make the above possible:

We cannot look into the future, but if R7RS-large becomes at least as
powerful in the macro department, we may even be able to make SRFI
177's syntax to be as nice as the existing native systems.

>> > Unfortunately, the Chibi syntax-case layer depends on syntactic closures,
>> whereas Chicken and Gauche only provide explicit renaming.  (Syntactic closure support is rare:  MIT, Chibi, Picrin.)
>> What do you mean by "unfortunately"?
> By "unfortunately" I mean that if an implementation of syntax-case could be provided on top of explicit renaming, then the barrier to adopting syntax-case as a standard part of the large language is greatly reduced.
>>  while `syntax-case'
>> cannot be implemented on top of explicit renaming or syntactic
>> closures, it can after slight modifications.
> Do you mean modifications to syntax-case itself, or to the substrate?  And what would those modifications consist of?  We could standardize slightly different versions of either.

I meant modifications of the substrate.

First of all, `define-syntax' has to accept transformers that are just
a procedure taking a single argument (the form that is to be
transformed). In this modified system, the original transformers like
`er-macro-transformer' become forms evaluated at compile time that
evaluate to such single argument procedures.

Secondly, every renamed identifier (through `rename' in
`er-macro-transformer', for example) has to remember the local rename
map. Otherwise things like `datum->syntax' (and thus things like SRFI
99) cannot be implemented. For that, it would be enough that the
substrate provides a procedure like `datum->syntax' that takes a
symbol and an identifier and yields an alias of symbol as if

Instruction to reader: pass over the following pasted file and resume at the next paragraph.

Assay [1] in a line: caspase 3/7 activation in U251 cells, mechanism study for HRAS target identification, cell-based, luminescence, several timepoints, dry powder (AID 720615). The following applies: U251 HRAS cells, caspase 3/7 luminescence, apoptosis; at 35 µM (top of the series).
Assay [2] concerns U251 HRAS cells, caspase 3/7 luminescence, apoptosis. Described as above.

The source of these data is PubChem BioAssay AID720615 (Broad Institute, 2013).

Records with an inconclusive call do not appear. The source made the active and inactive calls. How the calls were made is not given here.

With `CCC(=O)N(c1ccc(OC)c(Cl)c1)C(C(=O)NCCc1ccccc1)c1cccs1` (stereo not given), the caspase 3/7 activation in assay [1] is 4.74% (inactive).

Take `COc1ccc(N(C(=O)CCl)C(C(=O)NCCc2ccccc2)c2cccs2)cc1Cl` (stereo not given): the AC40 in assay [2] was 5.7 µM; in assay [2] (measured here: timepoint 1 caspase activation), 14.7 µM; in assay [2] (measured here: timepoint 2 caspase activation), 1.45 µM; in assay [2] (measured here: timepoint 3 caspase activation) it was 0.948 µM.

introduced where the identifier was introduced.

Thirdly, one has to be able to define a new kind of binding, namely
bindings as pattern variables.

Next, the substrate has to allow identifier macros.

Lastly, we need parameter objects containing the macro and the usage
environment at expansion time.

All of these changes/additions are not particularly hard to implement
in a working `er-macro-transformer' system. Except for psychological
reasons, I don't see a barrier. The most costly part may be to
implement the pattern matcher of `syntax-case', but this is the same
matcher needed for `syntax-rules'.

On the other hand, it doesn't seem to be possible to implement
`er-macro-transformer' unmodified and efficiently on a `syntax-case'
system. `er-macro-transformer' misses the `bound-identifier=?'
abstraction (it just uses `eq?') and it forces to completely unwrap
all syntax objects, making it slow.

From a user's point of view, nothing speaks for `er-macro-transformer'
in my opinion if one has access to `syntax-case'.
`ir-macro-transformer' of Chicken is better than
`er-macro-transformer', but it is slow and doesn't do anything better
than `syntax-case'.

Thus, standardizing `er-macro-transformer' does not make sense in my
opinion. If we want to standardize something very low level, it should
be something on top of which things like `syntax-case' can be
implemented and which is implementable by Schemes like Guile, Chez,
etc. as well. However, I don't see a compelling reason for such a
low-level system as people will want/should use a higher level system.

Prof. Dr. Marc Nieper-Wißkirchen

Universität Augsburg
Institut für Mathematik
Universitätsstraße 14
86159 Augsburg

Tel: 0821/598-2146
Fax: 0821/598-2090